The reality of a child in foster care, some of my story.
“Well at least you’re pretty Tina, I don’t worry so much about you.” said my social worker. She looks at me in her rear view mirror and I look back at her then out the window wondering what that means. Had she said that to me seven years later, at eighteen, I may have had more understanding of the importance society places on physical beauty.
I look at her delicate hands on the steering wheel and wonder if my hands will be so fragile looking when I grow up. I am eleven years old riding in the car toward what would be my last foster home until I age out of the system at eighteen.
My younger brother and sister are in the car. This new placement is I think the fourth or fifth home for me, the third for my sister and I don’t know about my brother as we were separated for a time when he was an infant. The home we are moving from was not a good situation. It was a very sad and somewhat dangerous situation where through a succession of heart attacks the father died and the mother more or less kept herself sedated on pills. There were people in and out of the house, strangers and my mother and step-father who were friends with this couple who had become foster parents just to care for my brother, sister, and I. They were good-hearted people to take responsibility for all three of us but the loss of her husband was too much for the woman, understandably.
There were many events that took place in that house to instigate the desire for placement in a different foster home. I saw my mother get taken down in the front yard of that house wrestled to the ground by policemen for fighting with the foster mother and her daughter. I may never know what the fight was about. I saw my step-father's car parked in front of that house as I walked home from school and decided to go spend the day in the park until he left. He had inflicted almost five years of sexual, emotional and physical abuse on me. Why he was allowed in that house, I don't know.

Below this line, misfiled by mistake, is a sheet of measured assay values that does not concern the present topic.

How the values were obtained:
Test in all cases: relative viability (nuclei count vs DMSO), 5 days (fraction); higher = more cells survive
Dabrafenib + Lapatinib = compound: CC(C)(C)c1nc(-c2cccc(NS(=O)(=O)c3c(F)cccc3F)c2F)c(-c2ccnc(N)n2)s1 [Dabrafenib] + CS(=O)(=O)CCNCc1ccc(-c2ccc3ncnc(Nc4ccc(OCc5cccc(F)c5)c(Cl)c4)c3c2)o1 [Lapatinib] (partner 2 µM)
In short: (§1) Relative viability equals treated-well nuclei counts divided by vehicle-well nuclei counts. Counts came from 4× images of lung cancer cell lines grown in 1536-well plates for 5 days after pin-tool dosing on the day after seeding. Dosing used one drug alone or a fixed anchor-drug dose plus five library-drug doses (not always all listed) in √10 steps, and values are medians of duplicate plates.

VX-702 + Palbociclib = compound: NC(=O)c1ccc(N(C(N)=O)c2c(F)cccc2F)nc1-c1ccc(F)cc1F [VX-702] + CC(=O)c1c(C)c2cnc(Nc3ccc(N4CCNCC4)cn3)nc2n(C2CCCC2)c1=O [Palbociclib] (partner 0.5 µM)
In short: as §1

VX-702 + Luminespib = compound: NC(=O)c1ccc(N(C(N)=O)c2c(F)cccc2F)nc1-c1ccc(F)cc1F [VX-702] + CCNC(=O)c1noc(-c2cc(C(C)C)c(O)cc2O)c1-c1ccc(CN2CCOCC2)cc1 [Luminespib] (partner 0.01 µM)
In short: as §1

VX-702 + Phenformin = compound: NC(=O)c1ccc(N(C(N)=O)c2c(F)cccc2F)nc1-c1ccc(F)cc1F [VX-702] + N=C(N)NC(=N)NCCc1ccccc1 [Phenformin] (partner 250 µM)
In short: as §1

This same house was robbed one evening when I had intended to be home alone but at the last minute decided to join my foster mother, brother, and sister on errands.
Even at that young age, I had the awareness had I stayed there, my life could have been dramatically changed or ended. I found out many years later that a girl who my foster mother used to babysit that my brother and I played with was murdered by someone the girl's mother hung out with. I have very few photos of my childhood but I do have some photos of that little girl. I’ve cried heavily over her violent death and why some of us continue living and others don’t. The son of the people who lived across the street hanged himself. A lot of tragedy in that neighborhood. The house was at the end of a dead-end street that led into a public park. I witnessed the typical activities of public parks, picnics, ballgames, playground fun but also saw people shooting up drugs which I wasn’t aware what was happening until I got a little older and figured it out.
I have no doubt the woman of that house loved us but it was not a good place to be long term. I had to plead with the social worker and to the court to move us and keep us together if possible.
I look back and realize at this young age I had already cultivated a connection with my intuition. I’ve often said as an adult I feel I was a much smarter ten year old as I listened to my gut and reacted. There was no overthinking, just instinctual behavior used for survival.
We were at this house for approximately two years? I attended fifth and sixth grade while living there. Two moves prior to this I left the house in the back of a cop car with the clothes I was wearing, that’s it. I was nearing ten years old. For the move to this house, I don’t recall what we were able to bring as we left an emergency foster home to live in this one. And now on the move to my last foster home, one suitcase is packed with whatever I could fit. We weren’t allowed to take any pictures with us from this house. I went back many years later as an adult and acquired a small number of photos I have from my childhood but that is another story.
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The point of this post is to provide some insight into a small portion of my life in foster care. There is quite a difference from the real-life experience compared to my children’s book “Rose Marie Lynn and her fallen feline friend” as it’s a very generic and child-friendly version of some of the feelings I had as a child in foster care.
Much of my early life remains a mystery buried in stacks of court documents archived in Contra Costa County, CA. I don’t have any relatives to go to for history so have relied upon memory and a couple of pieces of court document copies with social worker notes for what I know.
I’ve spent much of my life in a variety of jobs sometimes two and three at a time without much thought to actively healing my childhood or even investigating it. I have wanted to help foster children but knew I had to get myself to a place of healing before I could help others.
Creating my children’s book is a step in the healing process as I receive feedback on how the story touches people from all walks of life. It’s a step in the right direction of viewing my childhood difficulties as challenges to overcome and help others through their experiences.
Thank you for spending the time to read this post. Through the sharing of our stories may we raise awareness for those who are still in the suffering.
"A life lived with purpose is the most rewarding life to live."